According to the heat map that we generated for our app (an ad server), users rarely sort the items in the lists, they usually use the search to find the items they wanted to find. Developers said it will highly improve the performance of the app if we remove the sorting feature.
I am very skeptic about this change as it's a best practice to be able to sort the data in the long lists ( our lists can reach to 100 items) but in the same time the performance (loading time) of the app is very important for the company.
Thanks to kettch for these questions :
Do your users know that the columns are sortable? - Yes in the user tests almost all users noticed the sortable header
What is the average size of the data set? - Usually, you get 50 lines per page, but a standard campaign manager (our targets) only need 4 - 5 items per page for now
Why are the users who do sort using the feature? - I don't have a clear answer for that, I would say they try to find underperforming campaigns by sorting them by pacing or CTR
Is the data grid so painfully slow that the users never user it? - No it is fast actually, but – apparently – the sorting feature is causing problems in the database and creating discrepancy in the data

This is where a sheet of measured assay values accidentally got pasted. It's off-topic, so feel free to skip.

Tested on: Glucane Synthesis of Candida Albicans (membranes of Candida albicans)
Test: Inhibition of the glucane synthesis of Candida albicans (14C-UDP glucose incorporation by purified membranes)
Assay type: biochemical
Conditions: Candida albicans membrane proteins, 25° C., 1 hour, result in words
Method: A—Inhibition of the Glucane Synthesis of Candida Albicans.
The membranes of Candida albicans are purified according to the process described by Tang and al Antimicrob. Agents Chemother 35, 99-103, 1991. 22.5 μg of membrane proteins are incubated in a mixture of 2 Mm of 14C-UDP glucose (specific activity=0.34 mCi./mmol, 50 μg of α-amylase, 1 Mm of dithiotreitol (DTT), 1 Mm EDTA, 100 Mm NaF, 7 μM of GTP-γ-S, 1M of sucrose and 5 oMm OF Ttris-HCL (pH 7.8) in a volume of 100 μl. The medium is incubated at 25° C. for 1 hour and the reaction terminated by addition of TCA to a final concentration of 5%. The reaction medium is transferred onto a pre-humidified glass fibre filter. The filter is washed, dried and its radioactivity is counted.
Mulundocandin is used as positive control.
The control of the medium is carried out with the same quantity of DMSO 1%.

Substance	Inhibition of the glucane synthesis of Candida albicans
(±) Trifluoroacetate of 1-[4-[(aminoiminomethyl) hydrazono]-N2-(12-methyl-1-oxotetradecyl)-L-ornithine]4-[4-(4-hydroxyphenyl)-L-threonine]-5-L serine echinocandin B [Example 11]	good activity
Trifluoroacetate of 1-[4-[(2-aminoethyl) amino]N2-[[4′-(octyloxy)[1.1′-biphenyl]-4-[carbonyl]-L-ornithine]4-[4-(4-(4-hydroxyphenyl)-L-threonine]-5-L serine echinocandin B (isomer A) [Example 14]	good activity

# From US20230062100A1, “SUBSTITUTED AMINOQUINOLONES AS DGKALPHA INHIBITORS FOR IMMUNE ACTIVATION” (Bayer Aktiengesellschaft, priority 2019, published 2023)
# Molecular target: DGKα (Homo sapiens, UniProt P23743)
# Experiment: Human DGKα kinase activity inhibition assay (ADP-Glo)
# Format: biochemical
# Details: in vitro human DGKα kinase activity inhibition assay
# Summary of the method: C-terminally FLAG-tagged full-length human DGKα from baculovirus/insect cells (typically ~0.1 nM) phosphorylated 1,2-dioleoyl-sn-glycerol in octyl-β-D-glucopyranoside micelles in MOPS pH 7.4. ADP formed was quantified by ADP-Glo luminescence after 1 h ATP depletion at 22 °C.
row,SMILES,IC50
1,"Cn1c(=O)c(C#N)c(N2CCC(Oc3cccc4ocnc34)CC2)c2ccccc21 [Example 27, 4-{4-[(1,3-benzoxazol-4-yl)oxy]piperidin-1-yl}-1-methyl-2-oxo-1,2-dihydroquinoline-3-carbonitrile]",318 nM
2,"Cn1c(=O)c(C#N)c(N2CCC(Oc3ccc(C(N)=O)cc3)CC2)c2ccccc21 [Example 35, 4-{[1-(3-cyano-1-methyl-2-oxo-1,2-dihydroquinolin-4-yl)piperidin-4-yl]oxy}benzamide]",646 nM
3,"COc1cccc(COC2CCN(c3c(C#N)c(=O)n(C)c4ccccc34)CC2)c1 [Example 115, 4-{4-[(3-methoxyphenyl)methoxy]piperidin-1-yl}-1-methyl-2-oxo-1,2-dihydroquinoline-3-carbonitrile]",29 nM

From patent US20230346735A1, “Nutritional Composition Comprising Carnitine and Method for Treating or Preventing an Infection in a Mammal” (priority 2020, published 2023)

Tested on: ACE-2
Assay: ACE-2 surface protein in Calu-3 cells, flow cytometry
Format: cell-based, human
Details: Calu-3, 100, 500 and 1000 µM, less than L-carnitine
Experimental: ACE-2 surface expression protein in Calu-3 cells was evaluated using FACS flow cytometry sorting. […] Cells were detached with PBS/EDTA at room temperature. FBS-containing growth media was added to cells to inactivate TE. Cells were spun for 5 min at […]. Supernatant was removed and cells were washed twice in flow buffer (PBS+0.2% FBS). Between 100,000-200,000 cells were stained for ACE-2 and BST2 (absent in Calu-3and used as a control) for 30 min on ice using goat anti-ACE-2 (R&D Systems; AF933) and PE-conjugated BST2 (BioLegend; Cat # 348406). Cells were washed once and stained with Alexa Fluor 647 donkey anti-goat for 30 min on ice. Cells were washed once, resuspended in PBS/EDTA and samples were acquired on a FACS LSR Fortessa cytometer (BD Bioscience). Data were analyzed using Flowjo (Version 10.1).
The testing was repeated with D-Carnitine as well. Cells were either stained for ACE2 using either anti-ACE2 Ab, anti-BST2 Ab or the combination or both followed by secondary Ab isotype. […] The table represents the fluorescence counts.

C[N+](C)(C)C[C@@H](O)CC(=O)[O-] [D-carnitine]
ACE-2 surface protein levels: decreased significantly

Developer's notes for the issue :
- Issue getting the data in postgresql because of the amount of calls needed to update this data, just so that we can sort it, if less than 5% of our users are actually using this to sort.
- Won't scale forever the way it is now
Also what we would be winning by doing this the way we are planning :
- Realtime. Like, really real-time. Every time you refresh the page you would see the latest performance (and not 2 minutes after or whatever)
- Better performance not only for the list, but for the whole product. Less "freeze" in part of the apps
- Cost optimisation, because we wouldn't need to compute it every 2 minutes, although no one would actually see the data (during night or whatever). We would compute it only when necessary